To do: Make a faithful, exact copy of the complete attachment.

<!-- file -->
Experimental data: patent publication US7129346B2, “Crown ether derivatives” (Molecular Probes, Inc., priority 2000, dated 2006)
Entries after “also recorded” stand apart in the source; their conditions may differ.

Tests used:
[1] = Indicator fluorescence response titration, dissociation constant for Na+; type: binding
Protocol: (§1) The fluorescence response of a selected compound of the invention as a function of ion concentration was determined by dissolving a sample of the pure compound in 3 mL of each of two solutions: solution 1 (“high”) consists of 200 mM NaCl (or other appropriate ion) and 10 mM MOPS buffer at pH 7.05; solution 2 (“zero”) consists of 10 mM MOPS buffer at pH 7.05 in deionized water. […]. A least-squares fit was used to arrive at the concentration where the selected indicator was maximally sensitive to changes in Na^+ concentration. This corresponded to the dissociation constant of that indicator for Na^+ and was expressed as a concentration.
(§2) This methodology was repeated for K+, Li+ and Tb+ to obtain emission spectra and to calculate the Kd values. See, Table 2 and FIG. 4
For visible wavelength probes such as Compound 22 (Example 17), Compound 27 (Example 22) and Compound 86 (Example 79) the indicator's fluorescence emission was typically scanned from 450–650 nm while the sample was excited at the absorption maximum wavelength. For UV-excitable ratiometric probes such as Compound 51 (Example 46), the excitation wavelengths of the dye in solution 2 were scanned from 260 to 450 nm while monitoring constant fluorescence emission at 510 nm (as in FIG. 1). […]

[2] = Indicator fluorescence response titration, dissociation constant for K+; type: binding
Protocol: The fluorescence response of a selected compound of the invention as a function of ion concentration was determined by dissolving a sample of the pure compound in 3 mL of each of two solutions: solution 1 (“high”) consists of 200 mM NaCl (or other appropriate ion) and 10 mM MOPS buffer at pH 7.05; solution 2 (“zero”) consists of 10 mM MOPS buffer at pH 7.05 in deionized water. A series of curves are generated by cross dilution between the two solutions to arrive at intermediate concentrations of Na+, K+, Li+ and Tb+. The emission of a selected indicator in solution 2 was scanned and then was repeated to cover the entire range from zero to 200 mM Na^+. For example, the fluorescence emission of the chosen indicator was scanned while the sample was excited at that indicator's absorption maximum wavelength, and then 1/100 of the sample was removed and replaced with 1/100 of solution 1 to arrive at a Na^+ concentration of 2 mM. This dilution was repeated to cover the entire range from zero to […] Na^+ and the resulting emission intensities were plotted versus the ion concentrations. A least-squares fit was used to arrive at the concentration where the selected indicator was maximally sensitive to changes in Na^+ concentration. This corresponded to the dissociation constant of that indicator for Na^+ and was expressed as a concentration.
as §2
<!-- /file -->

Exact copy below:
Experimental data: patent publication US7129346B2, “Crown ether derivatives” (Molecular Probes, Inc., priority 2000, dated 2006)
Entries after “also recorded” stand apart in the source; their conditions may differ.

Tests used:
[1] = Indicator fluorescence response titration, dissociation constant for Na+; type: binding
Protocol: (§1) The fluorescence response of a selected compound of the invention as a function of ion concentration was determined by dissolving a sample of the pure compound in 3 mL of each of two solutions: solution 1 (“high”) consists of 200 mM NaCl (or other appropriate ion) and 10 mM MOPS buffer at pH 7.05; solution 2 (“zero”) consists of 10 mM MOPS buffer at pH 7.05 in deionized water. […]. A least-squares fit was used to arrive at the concentration where the selected indicator was maximally sensitive to changes in Na^+ concentration. This corresponded to the dissociation constant of that indicator for Na^+ and was expressed as a concentration.
(§2) This methodology was repeated for K+, Li+ and Tb+ to obtain emission spectra and to calculate the Kd values. See, Table 2 and FIG. 4
For visible wavelength probes such as Compound 22 (Example 17), Compound 27 (Example 22) and Compound 86 (Example 79) the indicator's fluorescence emission was typically scanned from 450–650 nm while the sample was excited at the absorption maximum wavelength. For UV-excitable ratiometric probes such as Compound 51 (Example 46), the excitation wavelengths of the dye in solution 2 were scanned from 260 to 450 nm while monitoring constant fluorescence emission at 510 nm (as in FIG. 1). […]

[2] = Indicator fluorescence response titration, dissociation constant for K+; type: binding
Protocol: The fluorescence response of a selected compound of the invention as a function of ion concentration was determined by dissolving a sample of the pure compound in 3 mL of each of two solutions: solution 1 (“high”) consists of 200 mM NaCl (or other appropriate ion) and 10 mM MOPS buffer at pH 7.05; solution 2 (“zero”) consists of 10 mM MOPS buffer at pH 7.05 in deionized water. A series of curves are generated by cross dilution between the two solutions to arrive at intermediate concentrations of Na+, K+, Li+ and Tb+. The emission of a selected indicator in solution 2 was scanned and then was repeated to cover the entire range from zero to 200 mM Na^+. For example, the fluorescence emission of the chosen indicator was scanned while the sample was excited at that indicator's absorption maximum wavelength, and then 1/100 of the sample was removed and replaced with 1/100 of solution 1 to arrive at a Na^+ concentration of 2 mM. This dilution was repeated to cover the entire range from zero to […] Na^+ and the resulting emission intensities were plotted versus the ion concentrations. A least-squares fit was used to arrive at the concentration where the selected indicator was maximally sensitive to changes in Na^+ concentration. This corresponded to the dissociation constant of that indicator for Na^+ and was expressed as a concentration.
as §2